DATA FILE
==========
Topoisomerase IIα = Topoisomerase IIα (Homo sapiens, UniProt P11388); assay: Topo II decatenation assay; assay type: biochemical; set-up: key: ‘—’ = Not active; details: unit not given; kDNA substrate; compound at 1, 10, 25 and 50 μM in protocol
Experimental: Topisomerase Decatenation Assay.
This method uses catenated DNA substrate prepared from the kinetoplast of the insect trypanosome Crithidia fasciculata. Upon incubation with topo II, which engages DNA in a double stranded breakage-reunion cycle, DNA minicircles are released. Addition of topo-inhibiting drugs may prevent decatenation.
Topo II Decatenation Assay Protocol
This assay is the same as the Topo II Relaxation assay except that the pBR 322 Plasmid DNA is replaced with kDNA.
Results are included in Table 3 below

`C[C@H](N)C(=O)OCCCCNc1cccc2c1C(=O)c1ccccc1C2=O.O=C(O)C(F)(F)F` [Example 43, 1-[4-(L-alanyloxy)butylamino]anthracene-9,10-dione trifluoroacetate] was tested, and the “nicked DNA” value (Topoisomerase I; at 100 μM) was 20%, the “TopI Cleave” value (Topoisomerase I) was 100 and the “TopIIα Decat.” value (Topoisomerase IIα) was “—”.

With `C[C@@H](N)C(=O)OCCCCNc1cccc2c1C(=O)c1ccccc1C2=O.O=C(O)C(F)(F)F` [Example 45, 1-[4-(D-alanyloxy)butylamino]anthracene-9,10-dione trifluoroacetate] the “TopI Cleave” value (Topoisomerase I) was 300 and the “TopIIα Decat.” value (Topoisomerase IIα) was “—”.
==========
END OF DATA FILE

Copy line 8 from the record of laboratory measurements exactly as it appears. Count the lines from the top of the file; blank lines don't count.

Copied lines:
With `C[C@@H](N)C(=O)OCCCCNc1cccc2c1C(=O)c1ccccc1C2=O.O=C(O)C(F)(F)F` [Example 45, 1-[4-(D-alanyloxy)butylamino]anthracene-9,10-dione trifluoroacetate] the “TopI Cleave” value (Topoisomerase I) was 300 and the “TopIIα Decat.” value (Topoisomerase IIα) was “—”.